Actually going to that gym you paid membership for? A phone call to sort out a relationship? Someone you need to encourage? Someone you need to let go? I still need to sort my taxes out for this year. It’s the jobs I hate I never find time for. People smoke one last cigarette standing outside the cancer ward, and tomorrow they’ll give it up. When will you write the book? Take the trip? Learn the instrument/ language? Do you think you’ll get serious about finding out about God tomorrow? You’ll pray about that situation and ask God’s help with it tomorrow? Tomorrow never comes. Do it today. Carpe Diem!
The leaders of nations need to stop making promises about changes that will help the poor, break the shackles of debt, feed the hungry and set captives free – not ten or fifteen years from now when they’ll be collecting their pension and writing their memoirs, but today. Now.
What is there to stop us getting rid of the frogs today?
My dad was Irish and he told me about a conversation between a Spaniard and an Irishman where the Spanish guy was trying to teach him about the concept of manyana. “It’s a word that means you’re going to put something off until tomorrow, or maybe the day after, or a day after that…”
The Irishman said, “I don’t think we have a word to describe such a terrible state of urgency.”
I’m reading General William Booth’s classic ‘In Darkest England and the Way Out.’ (You can download it free if you follow the link). Well worth reading on its own merit – a book years ahead of its time, very influential in social policy and politics.
Booth starts by reminding his readers of Mr Stanley’s (‘Dr Livingstone I presume?’- actually he probably never said it) exploration through the Congo, the descriptions of which were being read voraciously all across Britain at the time.
I just returned from speaking at a funeral and my mind went off at a tangent as it does, I was struck by certain parallels.
Stanley was describing to his readers in Victorian England what they could not perceive. ‘The Lost Continent.’ Darkest Africa. Pygmy tribes and cannibals. How could they imagine ‘forests’ (he uses the word because the word jungle hadn’t yet been coined) larger than France, where it poured rain every day and the sun rarely pierced the canopy?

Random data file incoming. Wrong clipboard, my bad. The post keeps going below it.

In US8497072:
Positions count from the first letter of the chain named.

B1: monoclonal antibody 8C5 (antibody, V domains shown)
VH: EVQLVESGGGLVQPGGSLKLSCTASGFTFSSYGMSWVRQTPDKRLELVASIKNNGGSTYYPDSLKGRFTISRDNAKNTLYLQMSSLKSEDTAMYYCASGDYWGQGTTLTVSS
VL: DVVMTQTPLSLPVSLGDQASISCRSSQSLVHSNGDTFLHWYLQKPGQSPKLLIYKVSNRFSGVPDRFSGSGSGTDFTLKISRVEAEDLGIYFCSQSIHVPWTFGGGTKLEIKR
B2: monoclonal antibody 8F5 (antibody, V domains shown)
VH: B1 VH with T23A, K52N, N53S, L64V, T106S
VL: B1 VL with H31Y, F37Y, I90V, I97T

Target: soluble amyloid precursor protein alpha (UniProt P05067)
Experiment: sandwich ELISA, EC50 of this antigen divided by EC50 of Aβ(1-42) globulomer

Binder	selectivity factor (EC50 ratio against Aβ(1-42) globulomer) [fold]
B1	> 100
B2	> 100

Then there are the tribes Stanley encountered. They had never seen a white person before. He describes how they steadfastly refused to believe that there was, or could be, anything beyond the ‘forest’ in which they and their ancestors had roamed. How do you convince people that there is more to life than what they have seen so far? That’s the preacher’s task! As I preached at the funeral, I was pointing beyond the grave to the promise of glory. I read from Revelation 21, John the beloved’s attempts to describe his visions of that awesome reality we call heaven.
We’re living in this concrete jungle. Surrounded by what we taste, see, touch and smell. It’s easy to think this life is all there is. But our battle is not against flesh and blood, and our citizenship is in heaven, from whence we await a Saviour. He has promised that he has gone ahead of us, prepared a place for us – a real place where there will be work, rewards, relationship, perfection, glory everlasting and joy unspeakable. This world is not our home. May the Lord help us not get too attached, and as we explore through its darkness, may we point many to the only way out.